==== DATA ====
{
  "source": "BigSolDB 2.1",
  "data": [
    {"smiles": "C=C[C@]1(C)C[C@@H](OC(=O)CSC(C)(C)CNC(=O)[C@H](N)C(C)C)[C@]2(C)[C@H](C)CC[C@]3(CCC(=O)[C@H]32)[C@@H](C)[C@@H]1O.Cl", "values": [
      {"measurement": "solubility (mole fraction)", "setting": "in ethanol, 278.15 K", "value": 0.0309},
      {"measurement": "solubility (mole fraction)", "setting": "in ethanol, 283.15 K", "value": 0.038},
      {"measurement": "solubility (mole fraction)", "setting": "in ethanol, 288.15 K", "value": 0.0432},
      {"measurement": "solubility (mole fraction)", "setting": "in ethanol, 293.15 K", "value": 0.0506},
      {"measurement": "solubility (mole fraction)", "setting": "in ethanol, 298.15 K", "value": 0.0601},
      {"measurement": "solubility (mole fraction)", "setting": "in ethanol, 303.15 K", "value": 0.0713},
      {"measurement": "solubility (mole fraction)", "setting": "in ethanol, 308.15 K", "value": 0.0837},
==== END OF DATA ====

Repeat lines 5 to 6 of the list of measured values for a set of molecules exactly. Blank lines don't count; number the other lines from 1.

      {"measurement": "solubility (mole fraction)", "setting": "in ethanol, 278.15 K", "value": 0.0309},
      {"measurement": "solubility (mole fraction)", "setting": "in ethanol, 283.15 K", "value": 0.038},